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annikaying wrote:What is most important in deciding if a reaction is spontaneous (ex enthalpy, entropy, Gibbs free energy)?
Personally, I think that Gibbs free energy is the best indicator because it combines enthalpy and entropy. Moreover, it's extremely clear cut: if delta G is negative, it is spontaneous; if delta G is positive, it is not spontaneous. However, this does not mean that you can't estimate if a reaction is spontaneous or not using enthalpy or entropy. It's just that Gibbs free energy is much more clear cut.
As everyone above said, Gibbs free energy is how you determine if a reaction is spontaneous or not. However, it might be important to remember that the reason Gibbs free energy is so clear cut is that it’s because it’s based off total entropy which is always increasing.
Delta G is the greatest determiner of whether a reaction will be spontaneous or not. If delta G is negative, then the reaction is spontaneous. You could also use the equation DeltaG= DeltaH- T*DeltaS, given either DeltaH or DeltaS, to see what values need to be in order to produce a spontaneous reaction.
If a reaction has an increase in entropy or a decrease in enthalpy, then it is more likely to be spontaneous. To compute the actual value you need to check if the Gibbs free energy of a reaction is negative and to do that you use the equation delta G=deltaH-T*deltaS
Natalie Benitez 1E wrote:Why exactly does delta G have to be negative to be considered spontaneous?
If delta G is negative that means it is going from higher energy(reactants) to lower energy (products). If it is going from high to low, you need very little (if any input of energy) so it will happen spontaneously.
On the other hand when Delta G is positive, it is going from lower energy of reactants to higher energy of products. Because it is going from low to high, it needs an input of energy. The reaction will not take place unless there is this input which. is why it is not spontaneous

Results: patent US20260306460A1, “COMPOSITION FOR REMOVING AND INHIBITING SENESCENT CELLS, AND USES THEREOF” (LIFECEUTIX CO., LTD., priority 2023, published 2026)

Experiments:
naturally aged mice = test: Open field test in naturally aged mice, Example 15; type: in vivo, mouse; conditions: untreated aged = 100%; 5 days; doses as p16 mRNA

To add on, when Gibbs free energy is negative that means that according the equation for gibbs free energy, delta S or change in entropy is positive and if change in entropy is positive, it means that a process is spontaneous.
Gibbs free energy is the best and most accurate way to tell whether a reaction is spontaneous, but using the equation delta G= delta H- T*delta S, it is possible to see what values of delta H and delta S gives a a negative delta G value.
Gibbs free energy is defined by a combination of enthalpy, temperature, and entropy. If Gibbs free energy is negative, that means the reaction is spontaneous, and if it is positive, the reaction will not be spontaneous. Note, spontaneity does NOT mean that the reaction will just proceed quickly, just that it is thermodynamically favorable. The largest factor is definitely enthalpy. Entropy can play a small role, but enthalpy usually dominates the spontaneity of a reaction.
DeltaG = DeltaH - DeltaS * T, when Delta G is negative, it is spontaneous, it can be negative when delta H is negative and Delta S is positive or high negative delta H and small negative deltaS or small positive deltaH and high positive DeltaS
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